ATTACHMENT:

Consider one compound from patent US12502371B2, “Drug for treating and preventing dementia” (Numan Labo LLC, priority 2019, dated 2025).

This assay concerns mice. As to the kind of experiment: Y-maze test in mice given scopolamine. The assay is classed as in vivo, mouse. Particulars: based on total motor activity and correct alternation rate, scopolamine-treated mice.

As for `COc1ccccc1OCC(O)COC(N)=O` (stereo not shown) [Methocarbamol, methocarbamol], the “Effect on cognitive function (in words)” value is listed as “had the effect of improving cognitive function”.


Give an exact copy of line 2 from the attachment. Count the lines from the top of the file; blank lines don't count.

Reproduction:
This assay concerns mice. As to the kind of experiment: Y-maze test in mice given scopolamine. The assay is classed as in vivo, mouse. Particulars: based on total motor activity and correct alternation rate, scopolamine-treated mice.